Interesting words being channeled through the media in recent weeks.
Bolting college early for fat pro paychecks is the preferred option for many top draft picks.
It's also one that Nash wants to leave hanging for now.
"It's a tough answer," Nash said. "I'm not going to go just when they (the Oilers) ask me to go. I don't feel I need to go and bounce around in the minors for a few years. Cornell is a nice place to be."
"Was I surprised he didn't make it? Not really," said Prendergast. "He was a longshot. They've got (John) Tavares and (Zach) Boychuk as their top two guys, and could move (Angelo) Esposito. Riley can't play the wing.
"Riley had a good second day of camp, but was ordinary in the other ones and you can't have that at a short camp. Not playing enough games at Cornell hurts him."
It's no secret the Oilers feel Nash isn't progressing at Cornell. They don't feel that school plays enough games (Nash has played in only eight so far this season), but even if Nash were to leave after his sophomore season, putting him in the American Hockey League for a short time for a trial-run might not work, either. He's pretty slight.
KEVIN PRENDERGAST - ONE MONTH AGO
The Oilers' slippery situation
Different NHL teams have varying opinions on NCAA hockey, but it's safe to say that all prefer one aspect of the Canadian junior leagues -- the amount of games they play.
In the NCAA, teams generally play in the neighborhood of 35-40 games, though Ivy League schools can end up playing as few as 31. The three major Canadian junior leagues play 68-72 games in the regular season, plus a more expansive playoff system.
That's why the Oilers say they are essentially making the best of a not-so-ideal situation.
"Given the amount of games that Cornell plays, and there's not a lot of high-end games on the weekend, there has to be consistency," said Kevin Prendergast, Edmonton's assistant general manager. "It's a mental thing. He's got to be the best he can be every week. He's got tremendous hockey sense -- it's one of the reasons we drafted him. But there are things that go with that, and we've had a long talk with him about that."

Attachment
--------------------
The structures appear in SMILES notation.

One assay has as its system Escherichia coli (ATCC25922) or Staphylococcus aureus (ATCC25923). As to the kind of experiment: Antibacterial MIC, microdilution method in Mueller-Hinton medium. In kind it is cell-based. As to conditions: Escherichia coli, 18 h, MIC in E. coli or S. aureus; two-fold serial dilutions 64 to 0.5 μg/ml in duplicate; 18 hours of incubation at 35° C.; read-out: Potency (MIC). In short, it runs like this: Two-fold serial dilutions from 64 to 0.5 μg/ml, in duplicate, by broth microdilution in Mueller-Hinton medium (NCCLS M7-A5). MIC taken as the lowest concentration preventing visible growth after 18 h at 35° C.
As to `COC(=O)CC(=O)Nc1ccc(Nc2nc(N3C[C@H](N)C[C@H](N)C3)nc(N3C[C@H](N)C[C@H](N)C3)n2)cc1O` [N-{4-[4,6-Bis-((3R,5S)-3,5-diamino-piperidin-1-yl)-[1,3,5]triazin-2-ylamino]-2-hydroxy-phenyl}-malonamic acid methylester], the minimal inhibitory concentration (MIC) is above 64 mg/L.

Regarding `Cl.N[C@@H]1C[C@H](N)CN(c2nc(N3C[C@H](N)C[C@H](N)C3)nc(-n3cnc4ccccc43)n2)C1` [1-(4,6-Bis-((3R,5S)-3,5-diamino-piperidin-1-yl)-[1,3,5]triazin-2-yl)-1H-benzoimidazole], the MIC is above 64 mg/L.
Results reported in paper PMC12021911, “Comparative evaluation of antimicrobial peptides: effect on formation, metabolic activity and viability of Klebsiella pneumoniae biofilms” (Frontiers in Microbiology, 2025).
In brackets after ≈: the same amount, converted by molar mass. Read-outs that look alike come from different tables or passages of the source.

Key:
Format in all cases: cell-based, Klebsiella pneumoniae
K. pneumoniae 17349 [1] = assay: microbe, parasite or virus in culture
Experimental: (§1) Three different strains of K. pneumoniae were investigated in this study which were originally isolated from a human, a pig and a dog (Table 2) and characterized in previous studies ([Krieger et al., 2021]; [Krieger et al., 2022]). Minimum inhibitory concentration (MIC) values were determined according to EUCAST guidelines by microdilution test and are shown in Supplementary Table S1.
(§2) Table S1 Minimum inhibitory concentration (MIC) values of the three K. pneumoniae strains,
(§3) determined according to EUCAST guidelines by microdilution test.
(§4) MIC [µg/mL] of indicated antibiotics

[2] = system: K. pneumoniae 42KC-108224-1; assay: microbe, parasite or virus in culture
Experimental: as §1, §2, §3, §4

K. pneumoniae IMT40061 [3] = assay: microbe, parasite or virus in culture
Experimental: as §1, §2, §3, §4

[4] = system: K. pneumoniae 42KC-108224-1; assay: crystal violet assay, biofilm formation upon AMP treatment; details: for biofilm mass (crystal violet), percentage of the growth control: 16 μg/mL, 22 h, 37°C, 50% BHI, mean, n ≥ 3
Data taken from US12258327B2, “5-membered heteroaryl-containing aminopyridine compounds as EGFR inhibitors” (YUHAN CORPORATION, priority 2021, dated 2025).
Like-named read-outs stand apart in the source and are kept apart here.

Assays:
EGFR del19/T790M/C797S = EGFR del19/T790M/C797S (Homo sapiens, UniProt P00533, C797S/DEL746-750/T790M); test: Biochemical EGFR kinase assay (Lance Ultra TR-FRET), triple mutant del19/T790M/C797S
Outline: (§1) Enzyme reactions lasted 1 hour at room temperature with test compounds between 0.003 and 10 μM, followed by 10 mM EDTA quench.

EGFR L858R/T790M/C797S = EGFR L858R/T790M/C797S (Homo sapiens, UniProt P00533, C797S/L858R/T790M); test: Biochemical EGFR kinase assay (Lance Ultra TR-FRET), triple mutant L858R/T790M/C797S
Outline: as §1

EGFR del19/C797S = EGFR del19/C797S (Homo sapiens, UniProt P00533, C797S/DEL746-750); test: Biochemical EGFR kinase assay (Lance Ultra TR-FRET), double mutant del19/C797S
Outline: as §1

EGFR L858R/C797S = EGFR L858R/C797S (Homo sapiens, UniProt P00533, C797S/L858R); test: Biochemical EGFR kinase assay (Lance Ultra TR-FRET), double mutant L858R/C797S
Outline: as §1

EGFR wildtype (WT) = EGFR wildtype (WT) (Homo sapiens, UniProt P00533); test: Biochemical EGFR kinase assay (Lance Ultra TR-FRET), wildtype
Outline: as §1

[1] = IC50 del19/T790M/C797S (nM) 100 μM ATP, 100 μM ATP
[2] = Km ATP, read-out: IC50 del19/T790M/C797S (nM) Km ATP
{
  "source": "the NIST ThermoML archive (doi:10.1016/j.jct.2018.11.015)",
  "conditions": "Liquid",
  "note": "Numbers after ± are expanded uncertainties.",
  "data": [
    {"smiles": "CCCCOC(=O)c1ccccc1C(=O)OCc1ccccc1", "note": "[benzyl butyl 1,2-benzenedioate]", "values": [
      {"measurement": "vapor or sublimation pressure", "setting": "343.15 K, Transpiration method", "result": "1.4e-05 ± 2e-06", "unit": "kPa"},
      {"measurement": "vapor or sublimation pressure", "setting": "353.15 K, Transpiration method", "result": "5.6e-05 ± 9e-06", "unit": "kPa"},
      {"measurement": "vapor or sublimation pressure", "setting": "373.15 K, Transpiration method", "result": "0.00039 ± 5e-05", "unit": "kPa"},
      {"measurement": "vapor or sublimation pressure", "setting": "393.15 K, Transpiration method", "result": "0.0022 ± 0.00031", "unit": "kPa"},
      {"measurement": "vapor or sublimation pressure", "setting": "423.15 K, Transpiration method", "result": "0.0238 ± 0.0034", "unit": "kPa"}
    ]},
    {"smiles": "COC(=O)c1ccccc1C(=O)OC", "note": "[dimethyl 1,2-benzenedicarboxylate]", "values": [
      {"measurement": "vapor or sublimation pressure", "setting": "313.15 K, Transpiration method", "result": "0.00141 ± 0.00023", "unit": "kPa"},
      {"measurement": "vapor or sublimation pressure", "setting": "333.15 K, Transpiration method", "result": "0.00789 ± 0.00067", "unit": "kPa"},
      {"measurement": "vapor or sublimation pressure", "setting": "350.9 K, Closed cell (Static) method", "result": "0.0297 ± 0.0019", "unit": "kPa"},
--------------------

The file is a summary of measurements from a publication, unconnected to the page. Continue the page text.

Such as the aforementioned consistency and physical development, which the team has emphasized.
But Prendergast said the issue of where Nash is playing isn't something he harps on. In fact, Big Red coach Mike Schafer said that members of the Oilers organization he's talked to are "ecstatic" with Nash's development.
"You know, it's his decision," said Prendergast, who added he's "happy" with Nash's progress. "We'll back him up whatever he decides to do. ... We're not going to interfere with education. If that's the route he wants to go, we're prepared to wait. But if he decides to stay at Cornell, we're going to do everything we can to make him a better hockey player while he's there."
It will be interesting how this plays out. While going the education route is admirable, these are key years in his development stage. I can see the Oilers position.